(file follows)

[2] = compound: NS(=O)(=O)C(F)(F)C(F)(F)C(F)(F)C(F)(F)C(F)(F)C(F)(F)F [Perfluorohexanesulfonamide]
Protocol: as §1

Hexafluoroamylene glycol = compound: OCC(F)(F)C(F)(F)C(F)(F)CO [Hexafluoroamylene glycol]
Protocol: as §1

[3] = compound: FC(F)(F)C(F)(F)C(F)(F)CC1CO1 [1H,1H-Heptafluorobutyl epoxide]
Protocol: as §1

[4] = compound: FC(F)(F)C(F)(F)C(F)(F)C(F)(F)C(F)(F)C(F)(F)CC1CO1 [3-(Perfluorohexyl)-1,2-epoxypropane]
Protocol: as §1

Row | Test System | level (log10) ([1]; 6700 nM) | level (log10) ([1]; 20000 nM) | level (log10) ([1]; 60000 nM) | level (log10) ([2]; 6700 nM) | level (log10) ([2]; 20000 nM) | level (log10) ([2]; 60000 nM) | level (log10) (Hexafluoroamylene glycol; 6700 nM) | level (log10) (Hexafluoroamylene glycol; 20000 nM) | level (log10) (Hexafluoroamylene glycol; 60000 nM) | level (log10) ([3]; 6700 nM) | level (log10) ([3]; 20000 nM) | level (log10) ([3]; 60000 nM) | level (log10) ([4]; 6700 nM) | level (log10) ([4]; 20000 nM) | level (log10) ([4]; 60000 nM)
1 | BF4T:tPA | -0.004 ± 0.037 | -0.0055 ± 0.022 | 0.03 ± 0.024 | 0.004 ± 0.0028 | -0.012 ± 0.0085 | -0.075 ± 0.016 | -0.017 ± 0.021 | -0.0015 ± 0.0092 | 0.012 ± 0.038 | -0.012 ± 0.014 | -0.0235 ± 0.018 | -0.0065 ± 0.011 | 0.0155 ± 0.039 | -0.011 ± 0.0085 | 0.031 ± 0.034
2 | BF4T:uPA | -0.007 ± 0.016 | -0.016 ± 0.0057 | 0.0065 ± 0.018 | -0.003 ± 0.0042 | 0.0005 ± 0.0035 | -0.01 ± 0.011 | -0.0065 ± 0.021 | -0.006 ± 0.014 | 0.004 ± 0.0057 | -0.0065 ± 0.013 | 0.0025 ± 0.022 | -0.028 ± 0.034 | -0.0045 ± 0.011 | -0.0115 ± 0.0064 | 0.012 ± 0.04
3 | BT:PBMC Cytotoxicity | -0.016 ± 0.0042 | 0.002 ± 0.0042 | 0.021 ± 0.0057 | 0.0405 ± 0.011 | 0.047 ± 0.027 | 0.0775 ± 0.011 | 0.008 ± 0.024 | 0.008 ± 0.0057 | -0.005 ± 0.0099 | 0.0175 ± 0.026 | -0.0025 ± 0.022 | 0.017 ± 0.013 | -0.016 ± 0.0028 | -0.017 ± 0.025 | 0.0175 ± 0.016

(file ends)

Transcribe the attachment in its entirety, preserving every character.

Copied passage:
[2] = compound: NS(=O)(=O)C(F)(F)C(F)(F)C(F)(F)C(F)(F)C(F)(F)C(F)(F)F [Perfluorohexanesulfonamide]
Protocol: as §1

Hexafluoroamylene glycol = compound: OCC(F)(F)C(F)(F)C(F)(F)CO [Hexafluoroamylene glycol]
Protocol: as §1

[3] = compound: FC(F)(F)C(F)(F)C(F)(F)CC1CO1 [1H,1H-Heptafluorobutyl epoxide]
Protocol: as §1

[4] = compound: FC(F)(F)C(F)(F)C(F)(F)C(F)(F)C(F)(F)C(F)(F)CC1CO1 [3-(Perfluorohexyl)-1,2-epoxypropane]
Protocol: as §1

Row | Test System | level (log10) ([1]; 6700 nM) | level (log10) ([1]; 20000 nM) | level (log10) ([1]; 60000 nM) | level (log10) ([2]; 6700 nM) | level (log10) ([2]; 20000 nM) | level (log10) ([2]; 60000 nM) | level (log10) (Hexafluoroamylene glycol; 6700 nM) | level (log10) (Hexafluoroamylene glycol; 20000 nM) | level (log10) (Hexafluoroamylene glycol; 60000 nM) | level (log10) ([3]; 6700 nM) | level (log10) ([3]; 20000 nM) | level (log10) ([3]; 60000 nM) | level (log10) ([4]; 6700 nM) | level (log10) ([4]; 20000 nM) | level (log10) ([4]; 60000 nM)
1 | BF4T:tPA | -0.004 ± 0.037 | -0.0055 ± 0.022 | 0.03 ± 0.024 | 0.004 ± 0.0028 | -0.012 ± 0.0085 | -0.075 ± 0.016 | -0.017 ± 0.021 | -0.0015 ± 0.0092 | 0.012 ± 0.038 | -0.012 ± 0.014 | -0.0235 ± 0.018 | -0.0065 ± 0.011 | 0.0155 ± 0.039 | -0.011 ± 0.0085 | 0.031 ± 0.034
2 | BF4T:uPA | -0.007 ± 0.016 | -0.016 ± 0.0057 | 0.0065 ± 0.018 | -0.003 ± 0.0042 | 0.0005 ± 0.0035 | -0.01 ± 0.011 | -0.0065 ± 0.021 | -0.006 ± 0.014 | 0.004 ± 0.0057 | -0.0065 ± 0.013 | 0.0025 ± 0.022 | -0.028 ± 0.034 | -0.0045 ± 0.011 | -0.0115 ± 0.0064 | 0.012 ± 0.04
3 | BT:PBMC Cytotoxicity | -0.016 ± 0.0042 | 0.002 ± 0.0042 | 0.021 ± 0.0057 | 0.0405 ± 0.011 | 0.047 ± 0.027 | 0.0775 ± 0.011 | 0.008 ± 0.024 | 0.008 ± 0.0057 | -0.005 ± 0.0099 | 0.0175 ± 0.026 | -0.0025 ± 0.022 | 0.017 ± 0.013 | -0.016 ± 0.0028 | -0.017 ± 0.025 | 0.0175 ± 0.016